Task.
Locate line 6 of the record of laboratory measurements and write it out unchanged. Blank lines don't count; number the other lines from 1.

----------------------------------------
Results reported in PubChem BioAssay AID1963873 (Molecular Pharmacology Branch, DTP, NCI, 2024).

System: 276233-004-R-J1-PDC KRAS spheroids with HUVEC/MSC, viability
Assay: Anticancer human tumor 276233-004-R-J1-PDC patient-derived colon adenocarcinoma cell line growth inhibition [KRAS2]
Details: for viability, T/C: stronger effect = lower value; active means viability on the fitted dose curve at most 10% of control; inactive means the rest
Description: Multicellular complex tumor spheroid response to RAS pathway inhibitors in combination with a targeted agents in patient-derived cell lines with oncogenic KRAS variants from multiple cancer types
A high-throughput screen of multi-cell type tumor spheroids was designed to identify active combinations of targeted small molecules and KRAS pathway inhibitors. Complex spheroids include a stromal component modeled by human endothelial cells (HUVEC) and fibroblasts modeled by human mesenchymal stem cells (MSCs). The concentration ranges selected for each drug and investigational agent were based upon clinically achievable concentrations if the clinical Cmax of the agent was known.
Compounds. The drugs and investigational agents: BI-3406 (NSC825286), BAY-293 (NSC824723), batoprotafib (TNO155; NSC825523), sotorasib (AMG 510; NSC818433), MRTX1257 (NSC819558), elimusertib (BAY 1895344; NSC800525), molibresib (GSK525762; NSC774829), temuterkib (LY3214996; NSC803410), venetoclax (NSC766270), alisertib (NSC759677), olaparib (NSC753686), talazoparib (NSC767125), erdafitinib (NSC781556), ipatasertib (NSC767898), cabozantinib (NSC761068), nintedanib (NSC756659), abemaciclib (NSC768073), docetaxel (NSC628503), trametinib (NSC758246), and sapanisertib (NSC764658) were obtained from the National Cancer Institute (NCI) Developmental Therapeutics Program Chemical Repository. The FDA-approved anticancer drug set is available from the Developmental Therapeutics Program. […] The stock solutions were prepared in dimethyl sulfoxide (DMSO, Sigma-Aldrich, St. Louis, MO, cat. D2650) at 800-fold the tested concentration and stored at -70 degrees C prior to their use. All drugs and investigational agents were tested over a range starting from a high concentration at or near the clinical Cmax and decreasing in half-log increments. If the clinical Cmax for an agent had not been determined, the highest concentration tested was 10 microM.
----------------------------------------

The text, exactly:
A high-throughput screen of multi-cell type tumor spheroids was designed to identify active combinations of targeted small molecules and KRAS pathway inhibitors. Complex spheroids include a stromal component modeled by human endothelial cells (HUVEC) and fibroblasts modeled by human mesenchymal stem cells (MSCs). The concentration ranges selected for each drug and investigational agent were based upon clinically achievable concentrations if the clinical Cmax of the agent was known.